Evil Hat’s Atomic Robo copyright notice smooths the way for gamers making copies
July 7, 2014 | 6:53 pm

robonoticeHere’s an amusing case of a publisher getting copyright right. Evil Hat, who’s been mentioned here a few times before for its FUDGE-based Spirit of the Century role-playing game and Kickstarter projects, has a great copyright notice on its Atomic Robo RPG. Right after the bit about not storing the publication in a retrieval system without permission, it continues: That said, if you’re doing it for personal use, knock yourself out. That’s not only allowed, we encourage you to do it. For those working at a copy shop and not at all...

Big Five publishers, it’s time for some tough love
July 6, 2014 | 4:32 pm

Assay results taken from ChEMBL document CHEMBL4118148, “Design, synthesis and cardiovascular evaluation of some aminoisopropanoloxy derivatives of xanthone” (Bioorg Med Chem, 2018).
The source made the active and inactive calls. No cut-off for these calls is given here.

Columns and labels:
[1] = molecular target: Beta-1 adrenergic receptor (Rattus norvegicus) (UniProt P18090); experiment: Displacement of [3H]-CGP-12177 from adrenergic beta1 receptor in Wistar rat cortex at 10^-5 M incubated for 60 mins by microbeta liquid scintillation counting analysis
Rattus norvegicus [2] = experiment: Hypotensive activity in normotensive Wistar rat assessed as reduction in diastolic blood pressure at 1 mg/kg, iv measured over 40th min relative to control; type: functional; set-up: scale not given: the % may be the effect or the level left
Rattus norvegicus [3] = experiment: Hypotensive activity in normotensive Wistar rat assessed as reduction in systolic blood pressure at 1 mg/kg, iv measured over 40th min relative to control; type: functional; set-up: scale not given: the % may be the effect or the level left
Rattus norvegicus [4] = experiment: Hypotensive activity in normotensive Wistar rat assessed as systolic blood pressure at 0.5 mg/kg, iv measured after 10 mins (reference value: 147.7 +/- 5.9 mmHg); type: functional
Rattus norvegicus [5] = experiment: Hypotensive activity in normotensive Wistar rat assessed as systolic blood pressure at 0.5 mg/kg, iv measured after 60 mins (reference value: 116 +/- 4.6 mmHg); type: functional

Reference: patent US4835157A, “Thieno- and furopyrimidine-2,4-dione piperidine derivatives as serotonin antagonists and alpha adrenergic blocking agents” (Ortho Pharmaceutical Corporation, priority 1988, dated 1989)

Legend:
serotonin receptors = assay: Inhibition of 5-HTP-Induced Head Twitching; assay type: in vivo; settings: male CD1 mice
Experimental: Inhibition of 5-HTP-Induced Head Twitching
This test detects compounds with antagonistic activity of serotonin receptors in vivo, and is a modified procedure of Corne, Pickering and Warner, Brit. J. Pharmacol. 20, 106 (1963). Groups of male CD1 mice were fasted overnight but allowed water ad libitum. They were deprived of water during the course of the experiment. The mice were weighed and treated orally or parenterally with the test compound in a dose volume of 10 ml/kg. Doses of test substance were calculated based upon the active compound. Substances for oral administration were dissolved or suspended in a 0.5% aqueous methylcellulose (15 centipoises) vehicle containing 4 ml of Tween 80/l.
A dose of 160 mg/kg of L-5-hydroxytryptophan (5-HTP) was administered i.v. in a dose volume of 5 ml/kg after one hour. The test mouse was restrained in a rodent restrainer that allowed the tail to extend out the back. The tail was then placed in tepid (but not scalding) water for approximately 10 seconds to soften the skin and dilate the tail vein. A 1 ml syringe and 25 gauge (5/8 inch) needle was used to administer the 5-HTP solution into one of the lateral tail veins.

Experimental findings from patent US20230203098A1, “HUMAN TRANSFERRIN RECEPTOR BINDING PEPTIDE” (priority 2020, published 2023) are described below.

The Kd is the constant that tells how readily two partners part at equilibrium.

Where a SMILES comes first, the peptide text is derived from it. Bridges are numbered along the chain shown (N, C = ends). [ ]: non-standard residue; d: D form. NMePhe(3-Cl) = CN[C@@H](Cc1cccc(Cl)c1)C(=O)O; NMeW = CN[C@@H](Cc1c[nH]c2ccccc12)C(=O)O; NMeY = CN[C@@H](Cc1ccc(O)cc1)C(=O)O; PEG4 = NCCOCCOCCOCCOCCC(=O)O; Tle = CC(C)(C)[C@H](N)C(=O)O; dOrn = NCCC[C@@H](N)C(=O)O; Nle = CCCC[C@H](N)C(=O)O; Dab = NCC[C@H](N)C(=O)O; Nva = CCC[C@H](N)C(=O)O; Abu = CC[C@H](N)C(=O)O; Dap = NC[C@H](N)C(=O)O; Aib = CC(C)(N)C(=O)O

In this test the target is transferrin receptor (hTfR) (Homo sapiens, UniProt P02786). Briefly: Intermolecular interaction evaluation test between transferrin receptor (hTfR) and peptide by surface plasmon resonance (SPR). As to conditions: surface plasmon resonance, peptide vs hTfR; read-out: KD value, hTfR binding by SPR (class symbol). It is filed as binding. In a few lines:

ToughLoveSo, Andrew Updegrove has a blog post in which he expresses concern about the future of competition in publishing. (Found via The Passive Voice.) His thesis seems to be that traditional publishers exert a competitive pressure on Amazon—Amazon can’t lower the rates it pays self-publishing writers as long as traditional publishers represent some kind of alternative. He writes: If Hatchette and the other big publishers are successful in holding off Amazon, then it’s pretty safe to assume that not much will change with the way they do business. But if Amazon wins, the traditional publishers will...